3DSynth: Design and fabrication of cartridges for digital chemical synthesis

Lead Research Organisation: University of Glasgow
Department Name: School of Chemistry


This project proposes developing a new approach to chemical synthesis by constructing and demonstrating a software-based toolkit aimed specifically at synthetic chemists, allowing them to easily digitise and democratise their synthetic procedures in the form of code used to create multistage reactor systems and proto-type them using 3D printing.

We aim to explore and validate this concept for a range of targets, from organic to inorganic and nano-scale materials. In preliminary studies published in Science (Science 2018, 359, 314-319) earlier this year we have shown that the digitisation of chemical synthesis is possible. In this grant we propose to expand this methodology that is currently allowing individual reaction steps to be be embodied in parametrically defined reactor 'modules'. The modules are then combined into extended, multi-step sequences, enabling us to turn the complex processes of batch chemical synthesis into small scale, on demand, synthesis cartridges. These cartridges can then be accompanied by a validated set of operating instructions which can be carried out either manually or via an automated interface, minimising the time and skill required to effect the synthesis whilst simultaneously maximising the reproducibility.

Using 3D printed reactionware, developed by us in a £10 K 'creativity at home EPSRC project', in conjunction with robotic interfaces for liquid handling, this project will explore how to chemicals can be made in low-resource / limited skill environment after digitisation, aiming at lower costs, greater reproducibility, and vastly expanding the variety of materials available to the end user. Further, we aim that this toolkit can be used to enable mechanistic and material discovery studies by allowing the manipulation of the physical structure of the reactors to constrain the synthetic and reaction parameters vastly decreasing the timescales for customisation and further development.

Planned Impact

The digitization of chemical synthesis promises to increase both efficiency and reproducibility of chemical synthesis by translating syntheses into digital blueprints in which the entire synthesis, including reactor architectures and process operations are defined and validated. This proposal describes a new concept in the digitization of synthesis by developing the concept of 3D printed reactionware previously developed with EPSRC support (Creativity@home). We will explore the methodology of design, fabrication and use of 3D printed reactionware as a modular system for effecting complete end-to-end syntheses of high value target molecules. The UK is currently a major global center of the pharmaceutical industry with major companies either based in the UK (GSK, AstraZeneca, etc.) or with a major presence in the UK (Pfizer, Novartis, etc.). In order to maintain this position, the UK will need to demonstrate that it is at the forefront of developing new, high value approaches to the core competencies of these industries. This includes working at the forefront of innovative automated approaches to traditional fine chemical synthesis and original methods to streamline and cut costs in API manufacture. In 2016 the government announced the industrial strategy challenge fund and in 2017 the business secretary announced the six key areas. The research funded by this grant has the potential to lead to new patterns of API manufacture and distribution, opening up new markets. We will lead developments in an area where the UK is a potential world leader; and will deliver real applications to cement this, making the UK the port of call for potential investment in basic R&D. As with our previous grant, we will engage with investors like the IP Group and look to establish further new companies.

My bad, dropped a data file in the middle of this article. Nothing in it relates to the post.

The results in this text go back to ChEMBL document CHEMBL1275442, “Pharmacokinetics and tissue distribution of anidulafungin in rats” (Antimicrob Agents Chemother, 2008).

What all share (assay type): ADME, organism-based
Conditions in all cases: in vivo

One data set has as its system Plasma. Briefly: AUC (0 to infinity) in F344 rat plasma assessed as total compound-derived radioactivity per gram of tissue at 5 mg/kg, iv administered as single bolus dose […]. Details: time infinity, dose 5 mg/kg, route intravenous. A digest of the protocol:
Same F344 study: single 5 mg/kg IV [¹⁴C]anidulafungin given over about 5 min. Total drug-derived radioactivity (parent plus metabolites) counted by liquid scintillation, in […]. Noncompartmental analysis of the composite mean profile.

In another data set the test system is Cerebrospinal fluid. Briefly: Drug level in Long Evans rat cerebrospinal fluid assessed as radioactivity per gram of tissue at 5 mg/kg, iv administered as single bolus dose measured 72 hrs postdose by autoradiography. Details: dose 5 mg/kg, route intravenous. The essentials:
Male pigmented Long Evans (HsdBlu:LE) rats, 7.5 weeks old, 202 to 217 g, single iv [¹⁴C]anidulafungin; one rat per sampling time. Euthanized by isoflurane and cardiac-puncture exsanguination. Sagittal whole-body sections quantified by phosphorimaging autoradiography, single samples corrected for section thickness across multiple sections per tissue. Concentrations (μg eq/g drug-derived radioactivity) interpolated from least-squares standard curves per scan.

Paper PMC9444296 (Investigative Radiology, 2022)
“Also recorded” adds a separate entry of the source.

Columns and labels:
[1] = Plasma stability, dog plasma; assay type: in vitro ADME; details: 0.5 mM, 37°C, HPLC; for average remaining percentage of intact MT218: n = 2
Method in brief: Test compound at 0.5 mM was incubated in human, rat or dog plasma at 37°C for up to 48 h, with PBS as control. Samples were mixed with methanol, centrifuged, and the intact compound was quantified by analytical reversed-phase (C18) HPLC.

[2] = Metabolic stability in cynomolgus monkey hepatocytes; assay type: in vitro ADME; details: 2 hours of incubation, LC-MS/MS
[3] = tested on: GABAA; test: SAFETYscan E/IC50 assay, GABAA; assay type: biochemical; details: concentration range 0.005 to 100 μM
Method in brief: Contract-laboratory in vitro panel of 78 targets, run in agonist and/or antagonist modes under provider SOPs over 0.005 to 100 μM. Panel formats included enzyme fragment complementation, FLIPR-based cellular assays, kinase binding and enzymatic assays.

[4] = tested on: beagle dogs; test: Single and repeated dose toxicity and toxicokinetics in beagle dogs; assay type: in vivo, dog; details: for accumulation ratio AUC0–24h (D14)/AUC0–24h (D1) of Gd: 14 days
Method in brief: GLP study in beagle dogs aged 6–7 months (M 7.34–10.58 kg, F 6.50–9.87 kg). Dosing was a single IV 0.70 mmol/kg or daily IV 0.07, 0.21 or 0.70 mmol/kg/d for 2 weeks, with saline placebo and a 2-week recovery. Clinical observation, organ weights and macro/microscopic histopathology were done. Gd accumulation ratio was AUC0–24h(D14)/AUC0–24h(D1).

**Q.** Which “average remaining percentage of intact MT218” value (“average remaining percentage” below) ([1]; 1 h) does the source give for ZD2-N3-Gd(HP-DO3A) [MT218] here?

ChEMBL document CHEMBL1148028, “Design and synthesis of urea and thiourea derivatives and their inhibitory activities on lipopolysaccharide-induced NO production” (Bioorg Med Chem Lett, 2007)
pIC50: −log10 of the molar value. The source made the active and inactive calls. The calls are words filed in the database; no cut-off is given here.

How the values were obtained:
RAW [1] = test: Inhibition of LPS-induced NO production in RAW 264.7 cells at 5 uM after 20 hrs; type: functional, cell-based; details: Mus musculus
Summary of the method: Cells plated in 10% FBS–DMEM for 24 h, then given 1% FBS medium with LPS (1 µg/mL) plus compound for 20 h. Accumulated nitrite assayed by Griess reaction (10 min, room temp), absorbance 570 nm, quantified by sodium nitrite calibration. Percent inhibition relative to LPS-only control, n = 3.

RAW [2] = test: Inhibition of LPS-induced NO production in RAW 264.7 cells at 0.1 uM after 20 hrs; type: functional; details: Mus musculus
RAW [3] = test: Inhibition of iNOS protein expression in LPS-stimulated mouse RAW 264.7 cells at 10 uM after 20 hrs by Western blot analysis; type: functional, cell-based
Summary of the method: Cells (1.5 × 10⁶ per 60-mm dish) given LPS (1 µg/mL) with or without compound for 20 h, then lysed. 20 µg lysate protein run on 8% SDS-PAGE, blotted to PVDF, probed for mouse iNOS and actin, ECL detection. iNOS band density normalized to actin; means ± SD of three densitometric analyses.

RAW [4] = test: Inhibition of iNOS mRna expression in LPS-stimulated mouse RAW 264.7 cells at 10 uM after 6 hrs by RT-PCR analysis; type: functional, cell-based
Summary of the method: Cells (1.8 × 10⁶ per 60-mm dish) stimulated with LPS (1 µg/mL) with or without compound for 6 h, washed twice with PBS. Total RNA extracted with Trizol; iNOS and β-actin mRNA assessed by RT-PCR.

As part of this grant we will collaborate with large pharmaceutical companies like GSK who are very interested in developing a stand-alone, modular system for the synthesis of APIs which are currently out-of-production, but which maintain a residual commercial value if they can be manufactured with significant capital investment into either the development or re-purposing of industrial scale chemical manufacturing plants. Similar collaborations will be sought with fine chemical manufacturing companies and retailers and manufacturers such as Sigma Millipore, where the focus will be on the production of high-value, small scale production of products. These systems are also of interest, once developed, the synthetic procedure for the small scale manufacture of target fine chemicals need only be stored digitally as the digital model of the reactionware cartridge developed for a particular synthesis. This drastically simplifies the materials and systems.
The society benefits will be realised within a 10-20 year time-frame through the activities described, and we will engage the public through our schools and public engagement work. Funding has been requested to train PDRAs and investigators to inspire others and to show how science, engineering and IT can affect people's lives. The various societies i.e. Royal Society of Chemistry, Royal Academy of Engineering, and Institute of Physics, will be engaged to ensure widespread use of the materials. The investigators and the entire research team has been active in engagement through the media, TED talks, TV documentaries, articles in newspapers, online videos, website news. We will continue to explore new ways to interact with wider society and help explain the opportunities and risks associated with the project.


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